German Chancellor Angela Merkel said that Germany is willing to compromise on the European recovery fund at the upcoming summit of the European Union (EU) leaders. "We will of course go to Brussels and the German side has a certain stock of willingness to compromise," Merkel said on Tuesday during a press conference ahead of a preparatory meeting with visiting Spanish Prime Minister Pedro Sanchez, Xinhua news agency reported.
"It would be desirable to reach a quick result but I don't know whether there will be a success on Friday and Saturday," added Merkel, saying that time is pressing and the EU must act in an unusual, unprecedented situation and learn from the coronavirus pandemic.
Sanchez said that July must be the month of decision and Spain would do everything for that. "If we postpone the agreement again, we will postpone the reconstruction. And if we postpone reconstruction, the crisis will be even more serious."
Merkel Willing to Compromise EU Recovery Fund
Sanchez also predicted difficult negotiations and called on the other EU members to work on an agreement. At the same time, Sanchez emphasized that the EU members have different visions of where Europe should be headed, and each one of these is legitimate. Back in May, the European Commission proposed a 750-billion-euro (US $852 billion) recovery fund to help the bloc emerge from the pandemic-triggered economic crisis. This fund will be the focus of the special EU summit on July 17 and 18 in Brussels.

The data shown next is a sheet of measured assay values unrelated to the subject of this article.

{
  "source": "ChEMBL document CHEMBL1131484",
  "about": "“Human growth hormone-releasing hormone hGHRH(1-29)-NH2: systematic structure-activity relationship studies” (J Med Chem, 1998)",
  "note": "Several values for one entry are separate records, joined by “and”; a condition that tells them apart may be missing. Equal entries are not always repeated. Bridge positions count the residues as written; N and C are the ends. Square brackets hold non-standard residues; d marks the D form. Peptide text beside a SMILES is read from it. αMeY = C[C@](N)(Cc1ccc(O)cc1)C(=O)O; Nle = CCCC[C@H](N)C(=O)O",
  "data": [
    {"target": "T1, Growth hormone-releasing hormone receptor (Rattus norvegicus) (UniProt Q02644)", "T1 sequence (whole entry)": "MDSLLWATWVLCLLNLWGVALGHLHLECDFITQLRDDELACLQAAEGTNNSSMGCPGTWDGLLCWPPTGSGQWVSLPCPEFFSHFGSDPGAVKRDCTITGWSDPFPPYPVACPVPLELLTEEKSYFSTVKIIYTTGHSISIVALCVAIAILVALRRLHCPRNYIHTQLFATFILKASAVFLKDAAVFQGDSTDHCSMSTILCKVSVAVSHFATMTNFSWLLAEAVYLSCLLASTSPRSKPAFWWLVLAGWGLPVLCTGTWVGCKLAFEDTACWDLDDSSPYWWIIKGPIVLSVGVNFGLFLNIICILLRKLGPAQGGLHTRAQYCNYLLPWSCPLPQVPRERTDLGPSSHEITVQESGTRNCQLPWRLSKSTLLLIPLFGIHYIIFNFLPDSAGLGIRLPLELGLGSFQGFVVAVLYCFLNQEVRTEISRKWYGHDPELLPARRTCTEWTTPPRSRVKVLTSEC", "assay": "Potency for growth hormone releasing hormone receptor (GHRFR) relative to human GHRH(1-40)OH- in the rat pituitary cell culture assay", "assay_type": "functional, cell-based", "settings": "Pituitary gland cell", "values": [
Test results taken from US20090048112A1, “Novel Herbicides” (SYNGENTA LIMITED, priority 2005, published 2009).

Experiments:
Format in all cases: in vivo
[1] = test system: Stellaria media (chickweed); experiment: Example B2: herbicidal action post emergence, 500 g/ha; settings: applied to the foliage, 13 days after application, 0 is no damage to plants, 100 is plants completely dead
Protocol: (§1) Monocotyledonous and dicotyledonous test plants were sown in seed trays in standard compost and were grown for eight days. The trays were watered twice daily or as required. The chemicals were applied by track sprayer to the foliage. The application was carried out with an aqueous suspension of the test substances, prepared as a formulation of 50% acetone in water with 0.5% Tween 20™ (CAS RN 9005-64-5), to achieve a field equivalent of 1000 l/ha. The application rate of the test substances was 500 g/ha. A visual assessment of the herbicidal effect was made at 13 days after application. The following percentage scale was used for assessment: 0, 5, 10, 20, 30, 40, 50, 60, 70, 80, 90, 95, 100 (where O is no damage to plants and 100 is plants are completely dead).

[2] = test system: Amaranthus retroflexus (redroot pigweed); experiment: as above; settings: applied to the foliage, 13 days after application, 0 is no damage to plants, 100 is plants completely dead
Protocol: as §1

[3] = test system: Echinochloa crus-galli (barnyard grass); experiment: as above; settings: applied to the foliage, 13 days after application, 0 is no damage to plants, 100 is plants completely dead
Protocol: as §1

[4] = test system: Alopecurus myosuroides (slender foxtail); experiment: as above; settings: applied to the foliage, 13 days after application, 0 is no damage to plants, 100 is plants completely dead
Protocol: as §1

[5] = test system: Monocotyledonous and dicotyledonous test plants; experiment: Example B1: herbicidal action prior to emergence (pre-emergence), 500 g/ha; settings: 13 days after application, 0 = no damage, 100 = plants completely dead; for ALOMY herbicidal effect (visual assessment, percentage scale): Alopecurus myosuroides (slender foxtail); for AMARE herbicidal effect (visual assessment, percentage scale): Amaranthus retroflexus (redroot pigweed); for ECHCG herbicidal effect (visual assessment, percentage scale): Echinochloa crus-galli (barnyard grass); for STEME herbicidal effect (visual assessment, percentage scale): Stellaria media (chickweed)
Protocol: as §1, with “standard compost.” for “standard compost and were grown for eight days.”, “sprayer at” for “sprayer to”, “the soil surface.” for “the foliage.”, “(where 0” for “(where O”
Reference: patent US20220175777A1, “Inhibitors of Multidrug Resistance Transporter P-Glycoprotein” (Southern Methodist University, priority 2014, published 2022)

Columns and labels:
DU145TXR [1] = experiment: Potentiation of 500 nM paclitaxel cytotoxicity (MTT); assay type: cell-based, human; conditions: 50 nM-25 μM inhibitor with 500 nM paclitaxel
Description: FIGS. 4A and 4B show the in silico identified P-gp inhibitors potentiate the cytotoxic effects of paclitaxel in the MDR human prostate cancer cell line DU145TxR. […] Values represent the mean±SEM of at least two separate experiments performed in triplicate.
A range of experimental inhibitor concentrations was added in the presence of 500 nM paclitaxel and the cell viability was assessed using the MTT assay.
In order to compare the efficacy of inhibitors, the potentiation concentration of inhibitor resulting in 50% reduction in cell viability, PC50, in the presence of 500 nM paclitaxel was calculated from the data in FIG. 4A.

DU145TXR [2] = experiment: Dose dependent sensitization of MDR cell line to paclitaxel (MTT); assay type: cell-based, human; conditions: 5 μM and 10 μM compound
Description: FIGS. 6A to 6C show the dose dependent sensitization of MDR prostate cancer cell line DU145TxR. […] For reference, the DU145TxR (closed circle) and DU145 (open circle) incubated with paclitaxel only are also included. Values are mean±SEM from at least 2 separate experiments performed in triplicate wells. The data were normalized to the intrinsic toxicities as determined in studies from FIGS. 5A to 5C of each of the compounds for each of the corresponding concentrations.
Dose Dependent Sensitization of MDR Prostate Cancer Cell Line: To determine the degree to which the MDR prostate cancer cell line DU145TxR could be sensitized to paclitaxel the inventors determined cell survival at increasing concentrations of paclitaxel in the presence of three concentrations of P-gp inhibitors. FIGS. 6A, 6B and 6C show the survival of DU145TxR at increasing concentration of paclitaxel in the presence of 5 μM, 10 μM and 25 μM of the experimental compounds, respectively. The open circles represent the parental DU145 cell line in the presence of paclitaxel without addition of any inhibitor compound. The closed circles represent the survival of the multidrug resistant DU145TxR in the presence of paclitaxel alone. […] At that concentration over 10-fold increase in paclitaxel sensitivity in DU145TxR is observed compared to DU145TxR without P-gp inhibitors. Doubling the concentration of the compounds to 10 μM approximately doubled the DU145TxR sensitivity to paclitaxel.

According to the plan, 500 billion euros of this debt-financed recovery fund are to be granted as grants and 250 billion as loans. However, the Netherlands, Sweden, Denmark and Austria oppose providing the aid as grants, and argue that the aid must be linked to reforms.
European leaders are busy visiting each other to prepare for the summit, with Germany, the current EU Council presidency, in the focus. Merkel met last week with Dutch Prime Minister Mark Rutte, and on Monday with Italian Prime Minister Giuseppe Conte. Italy and Spain are among the countries most affected by the coronavirus pandemic in Europe and both need financial aid.